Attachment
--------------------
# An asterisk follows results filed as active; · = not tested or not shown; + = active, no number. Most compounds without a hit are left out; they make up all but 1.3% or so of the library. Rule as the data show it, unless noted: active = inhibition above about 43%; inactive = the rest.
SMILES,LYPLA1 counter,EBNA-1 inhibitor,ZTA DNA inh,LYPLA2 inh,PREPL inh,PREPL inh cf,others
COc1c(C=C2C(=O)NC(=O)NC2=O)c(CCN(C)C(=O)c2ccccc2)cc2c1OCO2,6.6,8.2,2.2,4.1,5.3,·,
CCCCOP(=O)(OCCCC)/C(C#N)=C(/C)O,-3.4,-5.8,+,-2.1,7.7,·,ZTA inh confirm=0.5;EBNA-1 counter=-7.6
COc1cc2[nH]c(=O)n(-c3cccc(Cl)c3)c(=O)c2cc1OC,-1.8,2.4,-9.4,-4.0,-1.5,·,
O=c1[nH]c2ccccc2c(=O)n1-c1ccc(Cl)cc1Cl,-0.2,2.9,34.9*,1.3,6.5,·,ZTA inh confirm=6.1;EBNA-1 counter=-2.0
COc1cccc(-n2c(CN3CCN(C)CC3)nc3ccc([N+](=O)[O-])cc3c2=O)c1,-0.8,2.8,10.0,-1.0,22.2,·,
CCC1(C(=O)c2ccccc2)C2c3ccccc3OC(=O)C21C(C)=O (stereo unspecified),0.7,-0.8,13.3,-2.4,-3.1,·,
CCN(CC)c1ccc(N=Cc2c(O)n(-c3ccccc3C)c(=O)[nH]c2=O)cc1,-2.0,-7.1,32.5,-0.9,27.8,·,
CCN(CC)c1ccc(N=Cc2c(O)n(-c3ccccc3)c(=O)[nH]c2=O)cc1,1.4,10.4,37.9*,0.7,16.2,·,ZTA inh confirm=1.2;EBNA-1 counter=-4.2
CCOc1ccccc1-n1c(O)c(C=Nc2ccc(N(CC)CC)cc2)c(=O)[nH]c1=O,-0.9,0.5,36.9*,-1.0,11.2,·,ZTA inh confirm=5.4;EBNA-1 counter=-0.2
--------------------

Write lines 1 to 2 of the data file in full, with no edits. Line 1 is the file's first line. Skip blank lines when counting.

# An asterisk follows results filed as active; · = not tested or not shown; + = active, no number. Most compounds without a hit are left out; they make up all but 1.3% or so of the library. Rule as the data show it, unless noted: active = inhibition above about 43%; inactive = the rest.
SMILES,LYPLA1 counter,EBNA-1 inhibitor,ZTA DNA inh,LYPLA2 inh,PREPL inh,PREPL inh cf,others